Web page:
Human Capital Accumulation at Work: Estimates for the World and Implications for Development
    (World Bank, Washington, DC, 2021-09) Jedwab, Remi; Romer, Paul; Islam, Asif; Samaniego, Roberto
    In this paper, the authors: (i) study wage-experience profiles and obtain measures of returns to potential work experience using data from about 24 million individuals in 1,084 household surveys and census samples across 145 countries; (ii) show that returns to work experience are strongly correlated with economic development—workers in developed countries appear to accumulate twice more human capital at work than workers in developing countries; (iii) use a simple accounting framework to find that the contribution of work experience to human capital accumulation and economic development might be as important as the contribution of education itself; and (iv) employ panel regressions to investigate how changes in the returns over time correlate with several factors such as economic recessions, transitions, and human capital stocks.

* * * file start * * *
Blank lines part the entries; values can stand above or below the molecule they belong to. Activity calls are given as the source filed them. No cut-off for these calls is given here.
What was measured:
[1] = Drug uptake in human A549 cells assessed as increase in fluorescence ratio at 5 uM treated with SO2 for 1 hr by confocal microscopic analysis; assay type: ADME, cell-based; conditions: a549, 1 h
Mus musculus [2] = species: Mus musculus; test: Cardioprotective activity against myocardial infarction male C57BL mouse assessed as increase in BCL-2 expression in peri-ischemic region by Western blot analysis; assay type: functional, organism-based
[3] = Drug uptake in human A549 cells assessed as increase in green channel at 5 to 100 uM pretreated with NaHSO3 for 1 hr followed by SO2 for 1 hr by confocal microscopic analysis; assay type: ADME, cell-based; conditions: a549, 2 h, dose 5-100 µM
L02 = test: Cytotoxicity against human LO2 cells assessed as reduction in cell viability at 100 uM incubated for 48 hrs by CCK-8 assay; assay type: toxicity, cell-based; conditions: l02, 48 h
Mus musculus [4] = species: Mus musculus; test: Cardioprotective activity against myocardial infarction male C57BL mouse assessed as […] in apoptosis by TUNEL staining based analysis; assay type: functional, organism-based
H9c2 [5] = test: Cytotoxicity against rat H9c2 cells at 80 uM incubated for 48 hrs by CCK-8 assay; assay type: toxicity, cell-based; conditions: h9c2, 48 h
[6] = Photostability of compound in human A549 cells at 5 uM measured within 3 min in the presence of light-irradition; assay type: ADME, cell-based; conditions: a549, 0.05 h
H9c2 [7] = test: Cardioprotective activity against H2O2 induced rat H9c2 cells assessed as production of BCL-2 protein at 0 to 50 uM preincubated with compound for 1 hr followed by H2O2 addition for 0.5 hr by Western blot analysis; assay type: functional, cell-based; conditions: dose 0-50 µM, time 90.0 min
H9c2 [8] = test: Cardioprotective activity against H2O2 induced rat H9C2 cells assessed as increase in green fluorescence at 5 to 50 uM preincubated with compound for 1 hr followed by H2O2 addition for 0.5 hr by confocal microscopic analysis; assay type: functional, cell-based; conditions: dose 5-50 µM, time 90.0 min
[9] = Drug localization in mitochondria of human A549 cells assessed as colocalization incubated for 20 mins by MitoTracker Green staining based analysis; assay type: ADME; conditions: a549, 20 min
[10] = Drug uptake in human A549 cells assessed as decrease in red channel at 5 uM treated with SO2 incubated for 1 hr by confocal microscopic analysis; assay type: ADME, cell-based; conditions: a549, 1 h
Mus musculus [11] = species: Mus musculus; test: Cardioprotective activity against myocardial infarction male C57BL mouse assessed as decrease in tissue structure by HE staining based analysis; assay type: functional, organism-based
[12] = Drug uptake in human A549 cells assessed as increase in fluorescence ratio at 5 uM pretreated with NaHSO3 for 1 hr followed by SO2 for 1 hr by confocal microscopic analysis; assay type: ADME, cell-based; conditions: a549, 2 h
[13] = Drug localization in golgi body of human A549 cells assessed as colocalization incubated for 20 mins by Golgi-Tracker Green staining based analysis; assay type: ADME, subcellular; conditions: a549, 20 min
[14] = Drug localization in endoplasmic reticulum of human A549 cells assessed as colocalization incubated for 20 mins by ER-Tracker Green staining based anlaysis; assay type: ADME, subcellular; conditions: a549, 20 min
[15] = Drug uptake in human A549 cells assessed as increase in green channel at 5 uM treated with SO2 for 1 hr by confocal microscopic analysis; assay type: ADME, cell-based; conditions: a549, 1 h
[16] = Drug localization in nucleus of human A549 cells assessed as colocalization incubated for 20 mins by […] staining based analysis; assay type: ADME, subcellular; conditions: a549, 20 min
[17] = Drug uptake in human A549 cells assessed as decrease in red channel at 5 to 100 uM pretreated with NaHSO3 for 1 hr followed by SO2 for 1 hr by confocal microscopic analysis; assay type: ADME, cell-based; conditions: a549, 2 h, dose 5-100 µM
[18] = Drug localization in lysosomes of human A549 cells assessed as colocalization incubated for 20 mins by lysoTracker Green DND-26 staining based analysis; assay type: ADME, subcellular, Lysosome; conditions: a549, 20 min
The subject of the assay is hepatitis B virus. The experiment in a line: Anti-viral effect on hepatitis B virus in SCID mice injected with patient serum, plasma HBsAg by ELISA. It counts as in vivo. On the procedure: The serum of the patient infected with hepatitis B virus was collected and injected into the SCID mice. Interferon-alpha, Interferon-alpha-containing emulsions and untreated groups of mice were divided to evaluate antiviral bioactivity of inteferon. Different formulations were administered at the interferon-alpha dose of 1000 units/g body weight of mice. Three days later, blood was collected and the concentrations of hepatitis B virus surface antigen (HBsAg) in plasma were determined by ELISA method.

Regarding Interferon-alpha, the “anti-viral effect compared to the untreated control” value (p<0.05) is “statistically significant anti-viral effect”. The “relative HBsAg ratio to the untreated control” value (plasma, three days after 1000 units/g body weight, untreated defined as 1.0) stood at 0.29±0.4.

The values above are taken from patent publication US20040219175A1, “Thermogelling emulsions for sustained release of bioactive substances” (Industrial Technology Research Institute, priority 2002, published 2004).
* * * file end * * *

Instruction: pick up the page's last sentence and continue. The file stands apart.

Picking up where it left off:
• Publication
    Women Managers and the Gender-Based Gap in Access to Education: Evidence from Firm-Level Data in Developing Countries
    (Taylor and Francis, 2015-10-06) Islam, Asif
    A number of studies explore the differences in men's and women's labor market participation rates and wages. Some of these differences have been linked to gender disparities in education access and attainment. The present paper contributes to this literature by analyzing the relationship between the proclivity of a firm having a top woman manager and access to education among women relative to men in the country. The study combines the literature on women's careers in management, which has mostly focused on developed countries, with the development literature that has emphasized the importance of access to education. Using firm-level data for seventy-three developing countries in 2007–10, the study finds strong evidence that countries with a higher proportion of top women managers also have higher enrollment rates for women relative to men in primary, secondary, and tertiary education.